The region around Durango is heavily marketed to domestic tourists as the La Tierra del Cine, the “land of cinema”, in honour of the vast number of film units that once came to the area to take advantage of its remarkably constant, clear, high-altitude light, its desert and mountain scenery. Westerns were the speciality, and although only half a dozen movies have been shot here in recent decades (Luc Besson’s Bandidas in 2004 was the last major one, though the History Channel mini-series Texas Rising was shot here in 2014), you can still see the permanent sets at a couple of locations.
Villa del Oeste, (officially “Parque Temático Paseo del Viejo Oeste”), 12km north of Durango, is a kind of small theme park comprising the 100m-long street of “Bandido”, which looks straight out of the Wild West until you realize the saloons and shops have been refashioned into a themed restaurant, music hall and a bar and grill. During the week it’s fairly quiet, but on weekends there’s a kitschy but enjoyable show featuring gun-slinging cowboys and cabaret girls.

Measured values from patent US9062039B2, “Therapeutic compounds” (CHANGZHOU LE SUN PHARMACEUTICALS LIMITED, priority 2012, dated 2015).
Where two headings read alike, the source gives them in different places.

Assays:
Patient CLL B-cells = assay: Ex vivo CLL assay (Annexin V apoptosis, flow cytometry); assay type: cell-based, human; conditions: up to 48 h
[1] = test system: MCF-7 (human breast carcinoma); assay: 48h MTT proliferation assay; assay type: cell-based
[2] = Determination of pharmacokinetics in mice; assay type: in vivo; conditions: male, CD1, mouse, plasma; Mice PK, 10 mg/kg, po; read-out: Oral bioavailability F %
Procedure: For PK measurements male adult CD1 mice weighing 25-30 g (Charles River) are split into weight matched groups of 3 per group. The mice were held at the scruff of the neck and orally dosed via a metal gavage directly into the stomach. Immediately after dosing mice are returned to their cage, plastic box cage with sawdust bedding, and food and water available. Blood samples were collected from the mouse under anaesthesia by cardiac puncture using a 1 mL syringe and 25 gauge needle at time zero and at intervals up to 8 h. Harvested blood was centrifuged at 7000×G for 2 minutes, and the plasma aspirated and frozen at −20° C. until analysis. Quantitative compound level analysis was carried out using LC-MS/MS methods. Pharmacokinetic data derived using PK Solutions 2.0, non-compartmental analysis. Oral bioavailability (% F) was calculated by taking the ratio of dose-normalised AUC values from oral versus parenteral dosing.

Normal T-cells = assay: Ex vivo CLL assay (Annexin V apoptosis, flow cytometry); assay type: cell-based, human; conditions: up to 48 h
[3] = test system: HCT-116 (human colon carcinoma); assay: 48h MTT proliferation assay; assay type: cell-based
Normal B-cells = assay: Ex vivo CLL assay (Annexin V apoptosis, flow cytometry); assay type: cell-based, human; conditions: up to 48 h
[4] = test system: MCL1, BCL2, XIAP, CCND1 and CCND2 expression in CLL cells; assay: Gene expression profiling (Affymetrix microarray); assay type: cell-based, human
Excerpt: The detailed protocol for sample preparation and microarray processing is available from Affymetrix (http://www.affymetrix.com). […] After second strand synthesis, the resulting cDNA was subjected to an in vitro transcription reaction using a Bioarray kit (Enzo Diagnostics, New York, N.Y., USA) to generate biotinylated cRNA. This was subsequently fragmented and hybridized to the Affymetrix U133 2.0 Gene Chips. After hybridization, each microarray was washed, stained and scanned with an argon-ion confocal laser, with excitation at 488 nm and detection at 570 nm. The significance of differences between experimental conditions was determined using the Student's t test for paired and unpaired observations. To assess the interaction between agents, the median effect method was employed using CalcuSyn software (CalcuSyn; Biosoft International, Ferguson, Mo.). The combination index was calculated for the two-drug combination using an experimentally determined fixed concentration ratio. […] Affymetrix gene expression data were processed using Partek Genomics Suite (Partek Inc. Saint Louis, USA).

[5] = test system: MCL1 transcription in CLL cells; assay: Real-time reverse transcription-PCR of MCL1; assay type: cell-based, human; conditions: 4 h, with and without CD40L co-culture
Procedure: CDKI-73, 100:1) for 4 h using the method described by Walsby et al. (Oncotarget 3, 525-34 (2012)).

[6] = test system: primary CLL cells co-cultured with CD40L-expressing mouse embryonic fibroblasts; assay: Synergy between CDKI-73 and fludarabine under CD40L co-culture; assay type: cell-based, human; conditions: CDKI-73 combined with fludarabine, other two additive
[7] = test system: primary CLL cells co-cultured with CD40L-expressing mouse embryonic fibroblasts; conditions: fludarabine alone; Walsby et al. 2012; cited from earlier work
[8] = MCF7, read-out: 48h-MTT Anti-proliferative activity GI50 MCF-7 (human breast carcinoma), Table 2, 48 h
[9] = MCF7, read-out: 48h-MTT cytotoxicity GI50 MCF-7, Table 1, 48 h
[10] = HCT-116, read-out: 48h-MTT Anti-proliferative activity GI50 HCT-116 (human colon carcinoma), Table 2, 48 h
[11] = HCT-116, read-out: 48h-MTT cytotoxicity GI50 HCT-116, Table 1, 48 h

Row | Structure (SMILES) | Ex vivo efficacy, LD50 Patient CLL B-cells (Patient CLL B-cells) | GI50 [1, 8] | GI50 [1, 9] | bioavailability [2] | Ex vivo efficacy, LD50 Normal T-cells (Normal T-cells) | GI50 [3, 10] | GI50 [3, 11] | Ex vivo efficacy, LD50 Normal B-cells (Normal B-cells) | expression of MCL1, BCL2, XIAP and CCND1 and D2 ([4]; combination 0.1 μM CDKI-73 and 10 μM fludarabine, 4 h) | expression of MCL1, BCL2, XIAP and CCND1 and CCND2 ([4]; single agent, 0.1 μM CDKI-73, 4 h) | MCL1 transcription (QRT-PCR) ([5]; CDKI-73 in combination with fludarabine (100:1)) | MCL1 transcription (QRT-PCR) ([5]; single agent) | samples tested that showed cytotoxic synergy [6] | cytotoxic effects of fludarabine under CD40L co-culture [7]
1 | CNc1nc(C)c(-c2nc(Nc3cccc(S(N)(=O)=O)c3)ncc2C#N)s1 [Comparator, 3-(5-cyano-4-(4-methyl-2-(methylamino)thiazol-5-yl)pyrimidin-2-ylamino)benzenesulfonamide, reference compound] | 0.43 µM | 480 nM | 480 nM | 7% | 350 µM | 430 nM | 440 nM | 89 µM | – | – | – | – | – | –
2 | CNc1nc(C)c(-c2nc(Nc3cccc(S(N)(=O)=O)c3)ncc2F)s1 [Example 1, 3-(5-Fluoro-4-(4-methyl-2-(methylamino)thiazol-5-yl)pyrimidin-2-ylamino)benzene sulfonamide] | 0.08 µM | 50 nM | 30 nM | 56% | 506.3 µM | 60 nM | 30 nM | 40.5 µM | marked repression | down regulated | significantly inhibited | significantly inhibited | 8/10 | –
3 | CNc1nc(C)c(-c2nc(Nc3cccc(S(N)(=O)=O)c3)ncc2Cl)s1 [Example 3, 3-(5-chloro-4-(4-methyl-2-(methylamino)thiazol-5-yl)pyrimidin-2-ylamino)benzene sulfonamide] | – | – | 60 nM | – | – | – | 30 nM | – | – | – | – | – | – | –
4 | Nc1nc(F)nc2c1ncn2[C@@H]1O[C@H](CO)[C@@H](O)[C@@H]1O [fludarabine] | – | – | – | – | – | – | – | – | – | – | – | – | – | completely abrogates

The original Durango movie set – where films were shot starting in 1954 with Robert Wagner’s White Feather – lies 2km north of Villa del Oeste in the dusty village of CHUPADEROS, preserved since 2012 as the Set Cinematográfico de Chupaderos. Villagers had pretty much taken over the faux Wild West main street, but thanks to government funds it now offers elaborate cowboy shows by professional actors.